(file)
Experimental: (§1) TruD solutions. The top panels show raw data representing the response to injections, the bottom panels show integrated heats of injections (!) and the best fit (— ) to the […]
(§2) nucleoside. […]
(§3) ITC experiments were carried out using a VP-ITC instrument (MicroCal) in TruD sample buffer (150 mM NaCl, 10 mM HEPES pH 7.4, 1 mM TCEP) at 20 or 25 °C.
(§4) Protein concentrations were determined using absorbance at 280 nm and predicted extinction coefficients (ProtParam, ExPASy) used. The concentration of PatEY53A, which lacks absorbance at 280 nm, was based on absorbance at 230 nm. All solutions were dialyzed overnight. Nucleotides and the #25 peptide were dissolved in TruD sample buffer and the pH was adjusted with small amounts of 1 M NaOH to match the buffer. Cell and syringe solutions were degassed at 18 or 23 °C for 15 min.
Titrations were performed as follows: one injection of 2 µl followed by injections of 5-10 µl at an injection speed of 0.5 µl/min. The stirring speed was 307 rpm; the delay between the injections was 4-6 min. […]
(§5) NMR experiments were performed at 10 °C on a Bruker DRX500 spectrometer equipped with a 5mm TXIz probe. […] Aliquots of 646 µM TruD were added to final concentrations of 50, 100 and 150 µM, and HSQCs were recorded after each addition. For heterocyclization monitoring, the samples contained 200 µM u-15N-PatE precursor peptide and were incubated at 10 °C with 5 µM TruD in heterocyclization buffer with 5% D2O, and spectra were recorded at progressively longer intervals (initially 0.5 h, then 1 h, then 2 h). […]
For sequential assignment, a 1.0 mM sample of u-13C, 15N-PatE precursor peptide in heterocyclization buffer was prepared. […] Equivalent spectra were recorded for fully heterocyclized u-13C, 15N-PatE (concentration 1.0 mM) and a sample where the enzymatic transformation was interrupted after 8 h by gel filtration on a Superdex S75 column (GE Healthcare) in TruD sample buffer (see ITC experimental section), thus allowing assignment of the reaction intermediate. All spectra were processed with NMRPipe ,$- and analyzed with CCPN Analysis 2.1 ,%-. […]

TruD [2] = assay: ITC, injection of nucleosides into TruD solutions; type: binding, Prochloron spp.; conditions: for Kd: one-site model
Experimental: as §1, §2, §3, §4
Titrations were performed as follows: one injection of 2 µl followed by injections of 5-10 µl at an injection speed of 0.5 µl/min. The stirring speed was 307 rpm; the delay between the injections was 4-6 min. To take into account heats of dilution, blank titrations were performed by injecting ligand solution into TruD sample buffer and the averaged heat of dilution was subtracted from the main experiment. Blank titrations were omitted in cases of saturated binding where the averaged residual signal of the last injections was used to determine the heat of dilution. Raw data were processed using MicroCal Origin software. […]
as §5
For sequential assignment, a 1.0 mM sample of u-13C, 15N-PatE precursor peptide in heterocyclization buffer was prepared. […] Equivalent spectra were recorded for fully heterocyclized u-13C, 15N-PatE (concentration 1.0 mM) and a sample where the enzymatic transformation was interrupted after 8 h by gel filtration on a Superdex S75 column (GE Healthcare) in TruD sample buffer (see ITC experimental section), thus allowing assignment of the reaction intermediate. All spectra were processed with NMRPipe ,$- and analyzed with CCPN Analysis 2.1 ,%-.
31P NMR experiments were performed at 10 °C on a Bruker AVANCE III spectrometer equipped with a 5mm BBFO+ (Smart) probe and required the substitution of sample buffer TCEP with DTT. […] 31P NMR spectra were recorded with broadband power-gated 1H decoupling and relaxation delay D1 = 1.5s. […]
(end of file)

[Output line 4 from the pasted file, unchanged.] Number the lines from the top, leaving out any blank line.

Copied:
(§4) Protein concentrations were determined using absorbance at 280 nm and predicted extinction coefficients (ProtParam, ExPASy) used. The concentration of PatEY53A, which lacks absorbance at 280 nm, was based on absorbance at 230 nm. All solutions were dialyzed overnight. Nucleotides and the #25 peptide were dissolved in TruD sample buffer and the pH was adjusted with small amounts of 1 M NaOH to match the buffer. Cell and syringe solutions were degassed at 18 or 23 °C for 15 min.